T&T’s Civil Society Boosts Capacity to Communicate Climate Change


Photo credit: BHP Biliton Trinidad and Tobago Photo credit: BHP Biliton Trinidad and Tobago

As the Caribbean is in the midst of yet another period of drought, we are reminded of the harsh reality that urgent action is needed to address climate change.  Civil society organisations (CSOs) are poised to play a key role in enhancing our understanding about what is climate change, how it will affect us and what we can do.  On March 16-17, representatives from five CSOs in Trinidad and Tobago participated in a two-day workshop designed to enhance their capacity for effective communication about climate change.

The five CSOs at the workshop were the Caribbean Youth Environment Network Trinidad and Tobago Chapter (CYENTT), the Environmental Research Institute Charlotteville (ERIC), Environment Tobago (ET), the Fondes Amandes Community Reforestation Project (FACRP), and the Turtle Village Trust (TVT).  These organisations are already conducting important education and awareness programmes, for example targeting schools and youth.  They also…

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Climate Change is making small islands more arid. What does this mean for food and water security?


Climate Change is Drying up Small Islands, Study Finds Photo Credit: Getty Images

A new study predicts that 73% of islands will become substantially more arid by mid century, up from an estimate of 50 percent.

From the Caribbean to Easter Island to Hawaii, a majority of islands are facing a risk of drying up due to climate change. New research estimates that the small islands in the Caribbean, Pacific and Atlantic will become substantially more arid by mid century.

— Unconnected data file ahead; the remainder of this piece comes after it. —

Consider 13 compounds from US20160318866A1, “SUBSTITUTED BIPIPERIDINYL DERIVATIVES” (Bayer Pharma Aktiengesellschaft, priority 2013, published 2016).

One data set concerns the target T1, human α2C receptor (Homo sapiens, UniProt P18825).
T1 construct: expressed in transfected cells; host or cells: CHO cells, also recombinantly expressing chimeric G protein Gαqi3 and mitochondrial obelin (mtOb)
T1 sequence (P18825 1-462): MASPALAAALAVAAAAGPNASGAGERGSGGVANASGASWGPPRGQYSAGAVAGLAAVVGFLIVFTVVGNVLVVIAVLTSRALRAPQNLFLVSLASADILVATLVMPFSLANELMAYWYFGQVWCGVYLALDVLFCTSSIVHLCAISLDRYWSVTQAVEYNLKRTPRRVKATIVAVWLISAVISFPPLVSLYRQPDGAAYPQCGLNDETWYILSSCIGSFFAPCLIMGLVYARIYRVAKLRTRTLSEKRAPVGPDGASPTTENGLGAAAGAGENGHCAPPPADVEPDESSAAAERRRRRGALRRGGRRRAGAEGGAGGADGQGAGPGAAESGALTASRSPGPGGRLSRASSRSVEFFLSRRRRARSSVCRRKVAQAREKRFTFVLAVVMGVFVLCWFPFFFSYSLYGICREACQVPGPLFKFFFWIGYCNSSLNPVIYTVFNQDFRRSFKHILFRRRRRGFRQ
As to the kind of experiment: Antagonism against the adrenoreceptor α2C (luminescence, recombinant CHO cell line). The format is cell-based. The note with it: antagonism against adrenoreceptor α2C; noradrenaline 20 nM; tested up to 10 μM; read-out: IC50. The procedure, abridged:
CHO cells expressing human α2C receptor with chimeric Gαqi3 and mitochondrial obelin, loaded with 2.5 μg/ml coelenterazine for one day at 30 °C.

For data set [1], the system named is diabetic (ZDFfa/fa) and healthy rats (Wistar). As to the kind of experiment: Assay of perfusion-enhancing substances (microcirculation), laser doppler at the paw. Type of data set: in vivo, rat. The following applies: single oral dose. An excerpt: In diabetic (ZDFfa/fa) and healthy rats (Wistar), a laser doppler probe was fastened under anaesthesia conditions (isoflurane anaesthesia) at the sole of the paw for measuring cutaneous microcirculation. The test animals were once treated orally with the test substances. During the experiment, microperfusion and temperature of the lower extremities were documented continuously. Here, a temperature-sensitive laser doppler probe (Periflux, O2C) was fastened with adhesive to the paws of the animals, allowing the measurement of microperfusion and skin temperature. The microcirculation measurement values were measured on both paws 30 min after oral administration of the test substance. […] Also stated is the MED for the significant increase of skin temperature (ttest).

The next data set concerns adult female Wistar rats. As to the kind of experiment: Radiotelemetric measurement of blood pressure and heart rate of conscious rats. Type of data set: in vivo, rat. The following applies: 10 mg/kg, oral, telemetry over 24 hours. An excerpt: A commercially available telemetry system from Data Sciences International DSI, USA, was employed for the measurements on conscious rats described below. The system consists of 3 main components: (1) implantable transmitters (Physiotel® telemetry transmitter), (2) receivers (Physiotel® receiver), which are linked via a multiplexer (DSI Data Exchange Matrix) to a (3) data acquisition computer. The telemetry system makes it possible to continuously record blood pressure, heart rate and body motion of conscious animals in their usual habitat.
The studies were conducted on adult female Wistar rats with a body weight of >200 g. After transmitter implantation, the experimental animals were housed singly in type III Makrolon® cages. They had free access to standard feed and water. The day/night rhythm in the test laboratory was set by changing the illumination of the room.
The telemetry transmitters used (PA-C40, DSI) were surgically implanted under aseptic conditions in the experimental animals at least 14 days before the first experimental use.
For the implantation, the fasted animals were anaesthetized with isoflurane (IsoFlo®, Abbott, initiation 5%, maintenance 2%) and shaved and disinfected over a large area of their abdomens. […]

Previous analysis suggested that almost half of all small islands will become drier with the rising temperatures and increased water evaporation, but the latest research predicts that the ratio is much higher than initially estimated. Almost 73% of islands are at risk of drying out, meaning local residents are likely to face increased freshwater scarcity, less agricultural production, vegetation and wildlife and threats to infrastructure that maintains the unique ecosystems of those islands.

“Islands are already dealing with sea…

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Stunning Snapshot of Caribbean Coral Reefs from Space


See pic: Beautiful snapshot of Caribbean coral reefs from space

Tim Kopra, NASA astronaut, yet again mesmerized his followers with his latest tweet of a beautiful image of Caribbean coral reefs from space.

Coral reefs are the main victims of sudden climate change. They are vanishing at an alarming rate due to ocean acidification and global warming.

Being a guardian of the marine ecosystem, they provide protective shelter for different species of fish and regulate the balance of carbon dioxide in the ocean.

But the future is not looking bright for this diverse underwater ecosystem. Many environmentalists fear that these beautiful coral reefs could vanish in under a generation.

The picture shared by Tim Kopra should therefore not only offer great aesthetic pleasure, but also compel us to save the coral cover as a matter of urgency.


Credit: Zee News - edited by CC for accuracy.

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European Commission and World Bank Sign Agreement on Catastrophe Risk Insurance for Caribbean and Central American countries


European Union contributes €14 million to Multi-Donor Trust Fund to facilitate access by Central American countries and the DR to insurance facility.

The European Commission and the World Bank signed today a Euro 14 million agreement to be executed by the Multi-Donor Trust Fund (MDTF) to facilitate access to low cost, high quality catastrophe risk insurance for the governments of Central American countries and the Dominican Republic.

This contribution will support these countries become formal members of CCRIF SPC, formerly the Caribbean Catastrophe Risk Insurance Facility, a multi-country program that allows its current 17 members to pool risk and access disaster insurance coverage at low cost, and better manage and finance disaster risk.

Today’s agreement was signed by Neven Mimica, European Union Commissioner for International Cooperation and Development, and Jorge Familiar, World Bank Vice President for Latin America and the Caribbean. Milo Pearson, Chairman of CCRIF SPC.